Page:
The children were allowed to study but never to qualify or pass exams. Mrs Stahr was determined that her boys were not going to be “cannon fodder” and risked her life to get them out of Danzig.
In 1938, arrangements were made for them to go to Copenhagen and from there the eldest son was sent to Peru to work with her family. Lilli’s twin brother was sent to England to finish school and study engineering. Lilli had been studying music after leaving school but two weeks before war was declared in 1939, she was sent on the last train allowed out to Budapest, about 1000 kilometres away. Lilli and her parents thought it was the last time they would see each other. It was the only time she saw her father cry.
Meanwhile, on February 28, 1940, Lilli’s twin in England was interned – as were all Germans – and put on a ship to Canada but the ship was torpedoed and he was lucky to survive. The survivors were put on another ship and told nothing of their destination. His life was tough – armed guards with fixed bayonets brutalised them and threw their papers overboard. Watching the stars, they worked out they were being sent to Australia arriving on September 9, 1940. He was a Dunera boy.
After five years in Hungary, teaching preschool children music and German, one Sunday in 1944 Lilli discovered the city was full of beige German army vehicles – sent from the African desert campaign. The Germans had invaded Hungary. A German soldier helped Lilli. He took her passport and replaced it with a single written page that allowed her to leave the country safely.
Lilli took off home. Catching the train going via Vienna, she had to overnight there due to bombing raids. The station was completely dark; all she could see were the search lights scanning the night sky. Managing to reach Danzig safely, Lilli worked for a while at the hospital with her father in the pathology department. She loved the work. Then the Russians were coming and the family had to flee Danzig. A German officer helped them escape. Allowing one night to decide what they could take with them, he drove them to the hospital where they hid in slit trenches until they could escape by train to Berlin, which had been devastated. The family moved to Hamburg, where life was hard. Dr Stahr died of malnutrition and exhaustion on August 20, 1947, and Lilli began her nurse training at the local hospital. From here she and her mother decided to join Joachim in Australia. They arrived on February 27, 1948, designated as “non-obnoxious aliens” by a note left clipped to their application forms.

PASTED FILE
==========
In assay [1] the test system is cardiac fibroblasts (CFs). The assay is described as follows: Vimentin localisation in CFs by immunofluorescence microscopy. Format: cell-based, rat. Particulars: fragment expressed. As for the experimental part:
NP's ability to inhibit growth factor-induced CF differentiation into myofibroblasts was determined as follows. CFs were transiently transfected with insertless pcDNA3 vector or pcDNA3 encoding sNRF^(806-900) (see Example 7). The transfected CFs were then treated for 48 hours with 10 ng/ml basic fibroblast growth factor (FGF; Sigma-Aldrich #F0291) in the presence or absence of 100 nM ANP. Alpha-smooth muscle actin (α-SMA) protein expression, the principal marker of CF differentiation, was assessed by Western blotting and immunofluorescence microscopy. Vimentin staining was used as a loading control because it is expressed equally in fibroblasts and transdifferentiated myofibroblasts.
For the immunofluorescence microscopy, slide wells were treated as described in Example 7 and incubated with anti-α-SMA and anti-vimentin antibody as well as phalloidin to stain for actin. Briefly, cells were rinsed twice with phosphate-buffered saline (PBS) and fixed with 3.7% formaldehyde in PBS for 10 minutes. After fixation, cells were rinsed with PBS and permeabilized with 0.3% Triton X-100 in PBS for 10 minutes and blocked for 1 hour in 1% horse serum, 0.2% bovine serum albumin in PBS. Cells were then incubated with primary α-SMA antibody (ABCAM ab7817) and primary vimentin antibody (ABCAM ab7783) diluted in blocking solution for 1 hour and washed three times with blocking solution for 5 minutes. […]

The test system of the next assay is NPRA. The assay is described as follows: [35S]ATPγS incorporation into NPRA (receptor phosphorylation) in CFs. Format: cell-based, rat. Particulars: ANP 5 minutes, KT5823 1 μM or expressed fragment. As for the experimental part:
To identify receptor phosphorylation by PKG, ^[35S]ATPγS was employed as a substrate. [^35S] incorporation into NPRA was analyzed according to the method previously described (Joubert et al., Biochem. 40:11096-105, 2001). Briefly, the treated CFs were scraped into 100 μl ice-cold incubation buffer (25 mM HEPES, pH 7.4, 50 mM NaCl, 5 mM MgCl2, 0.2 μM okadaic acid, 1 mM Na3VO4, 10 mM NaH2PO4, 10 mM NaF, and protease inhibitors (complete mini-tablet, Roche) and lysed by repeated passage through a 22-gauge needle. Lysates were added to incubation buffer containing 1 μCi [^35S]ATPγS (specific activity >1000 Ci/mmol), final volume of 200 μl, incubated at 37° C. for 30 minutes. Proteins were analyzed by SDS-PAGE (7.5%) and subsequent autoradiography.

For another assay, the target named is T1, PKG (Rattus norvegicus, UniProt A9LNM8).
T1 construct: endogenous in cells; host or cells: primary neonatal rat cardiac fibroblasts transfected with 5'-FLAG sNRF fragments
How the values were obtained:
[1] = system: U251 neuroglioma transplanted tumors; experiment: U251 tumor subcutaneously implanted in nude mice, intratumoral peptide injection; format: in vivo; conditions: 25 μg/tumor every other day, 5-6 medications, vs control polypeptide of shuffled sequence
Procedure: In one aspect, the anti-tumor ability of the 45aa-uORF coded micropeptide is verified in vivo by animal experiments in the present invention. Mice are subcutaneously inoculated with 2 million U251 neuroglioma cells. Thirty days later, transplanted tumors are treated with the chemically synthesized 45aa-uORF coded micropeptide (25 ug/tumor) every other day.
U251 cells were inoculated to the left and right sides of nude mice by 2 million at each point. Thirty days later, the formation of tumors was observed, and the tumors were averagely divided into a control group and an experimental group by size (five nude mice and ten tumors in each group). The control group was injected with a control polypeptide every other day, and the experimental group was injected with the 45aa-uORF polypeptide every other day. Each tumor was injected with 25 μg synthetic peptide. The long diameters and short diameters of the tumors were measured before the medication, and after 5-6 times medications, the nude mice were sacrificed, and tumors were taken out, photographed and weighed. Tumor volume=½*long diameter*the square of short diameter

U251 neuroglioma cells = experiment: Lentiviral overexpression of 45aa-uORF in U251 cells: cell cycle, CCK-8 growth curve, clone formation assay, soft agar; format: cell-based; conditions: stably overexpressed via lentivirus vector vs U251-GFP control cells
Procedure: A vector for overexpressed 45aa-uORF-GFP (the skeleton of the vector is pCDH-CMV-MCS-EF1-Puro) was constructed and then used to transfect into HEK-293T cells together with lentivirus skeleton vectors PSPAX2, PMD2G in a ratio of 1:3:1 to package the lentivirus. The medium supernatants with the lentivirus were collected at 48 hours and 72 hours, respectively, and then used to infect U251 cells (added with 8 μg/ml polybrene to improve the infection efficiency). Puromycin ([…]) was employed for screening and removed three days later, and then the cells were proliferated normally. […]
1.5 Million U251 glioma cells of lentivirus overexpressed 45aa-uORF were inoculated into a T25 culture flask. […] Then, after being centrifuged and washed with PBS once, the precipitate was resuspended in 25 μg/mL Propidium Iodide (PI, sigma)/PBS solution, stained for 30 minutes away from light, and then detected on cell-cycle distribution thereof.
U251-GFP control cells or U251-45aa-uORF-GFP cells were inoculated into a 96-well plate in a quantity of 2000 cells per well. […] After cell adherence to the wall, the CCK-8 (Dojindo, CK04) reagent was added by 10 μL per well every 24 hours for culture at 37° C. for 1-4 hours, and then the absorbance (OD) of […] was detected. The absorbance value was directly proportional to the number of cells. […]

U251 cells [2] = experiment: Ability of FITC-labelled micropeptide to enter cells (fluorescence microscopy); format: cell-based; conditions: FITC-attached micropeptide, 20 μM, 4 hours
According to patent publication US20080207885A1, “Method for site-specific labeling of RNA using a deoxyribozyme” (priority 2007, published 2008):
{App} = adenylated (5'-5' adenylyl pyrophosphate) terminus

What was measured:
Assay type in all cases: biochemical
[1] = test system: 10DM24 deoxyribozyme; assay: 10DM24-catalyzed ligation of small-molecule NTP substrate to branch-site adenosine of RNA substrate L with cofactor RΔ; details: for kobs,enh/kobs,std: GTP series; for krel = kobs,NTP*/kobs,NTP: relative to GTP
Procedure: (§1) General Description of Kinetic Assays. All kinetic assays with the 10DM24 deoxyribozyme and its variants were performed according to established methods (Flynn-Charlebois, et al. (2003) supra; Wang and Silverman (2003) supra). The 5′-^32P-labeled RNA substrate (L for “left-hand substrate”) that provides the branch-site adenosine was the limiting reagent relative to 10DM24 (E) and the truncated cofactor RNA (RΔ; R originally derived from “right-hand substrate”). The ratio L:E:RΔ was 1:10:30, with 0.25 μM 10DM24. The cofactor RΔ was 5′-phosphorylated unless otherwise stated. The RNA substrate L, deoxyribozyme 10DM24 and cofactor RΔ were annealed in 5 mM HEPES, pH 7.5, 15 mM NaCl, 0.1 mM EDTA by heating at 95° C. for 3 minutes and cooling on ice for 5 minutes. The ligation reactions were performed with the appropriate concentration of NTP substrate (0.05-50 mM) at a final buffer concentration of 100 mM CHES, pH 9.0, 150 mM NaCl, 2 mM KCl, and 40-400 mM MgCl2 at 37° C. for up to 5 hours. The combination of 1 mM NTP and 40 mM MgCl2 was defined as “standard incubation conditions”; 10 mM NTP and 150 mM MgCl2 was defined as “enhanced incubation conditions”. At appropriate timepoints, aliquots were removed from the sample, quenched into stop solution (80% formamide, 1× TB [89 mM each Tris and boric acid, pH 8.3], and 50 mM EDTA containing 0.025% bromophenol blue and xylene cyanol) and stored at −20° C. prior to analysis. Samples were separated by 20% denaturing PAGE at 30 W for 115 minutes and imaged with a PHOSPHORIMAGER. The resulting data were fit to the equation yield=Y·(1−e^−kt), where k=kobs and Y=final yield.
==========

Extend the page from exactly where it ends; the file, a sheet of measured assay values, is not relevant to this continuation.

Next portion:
Lilli quickly applied to do her nurse training and began at The Alfred in 1948. Language was a huge problem and she always had her dictionary close at hand. Working incredibly hard, Lilli achieved good marks – life wasn’t easy and some staff refused to work with a German, but she found that for everyone who was rude or disparaging, someone else would be kind and helpful. Lilli trained to be a midwife at the Queen Victoria Hospital followed by infant welfare training at the Queen Elizabeth Maternal and Child Health Centre, Carlton.
In 1953, Lilli returned to The Alfred, where she worked until her retirement in 1986. After a few years of ward work and rising to the level of charge sister, she moved to the work she really wanted to do – teaching nurses in the School of Nursing. Every student nurse at The Alfred from that time knew Lilli Stahr. Bandaging “…from wizin to wizout…” hot spoon eye bathing, bed making “… no, no girls, do it again…” to ophthalmics to her now legendary portrayal of the uterus. Lilli stood at the front of the class, leaned forward to a 45-degree angle and announced “I am the uterus” whereupon she would throw her red cape (part of her uniform in those days) over her head proclaiming it to be the broad ligament. Thrusting her arms out on each side “…these are the fallopian tubes…” then wiggling her fingers announced them to be the fimbriae.
Retirement was busy. Able to concentrate on the music she loved, in 2013 at a sprightly 93 she was living on her own in her unit, having piano lessons every week and learning Spanish and French at U3A. She had family in Melbourne and Peru to visit and was trying to learn about computers – a three-year project she felt. Moving into aged care for the last few years Lilli passed away peacefully on September 16, 2020, aged 99 years, 11 months and five days.
Vale Lilli and thank you.
Pru Cox is president of the Alfred Hospital Nurses League. Most of this tribute is from an interview with Lilli in 2013 for an article in the league’s newsletter, Nursing Notes, in September 2013.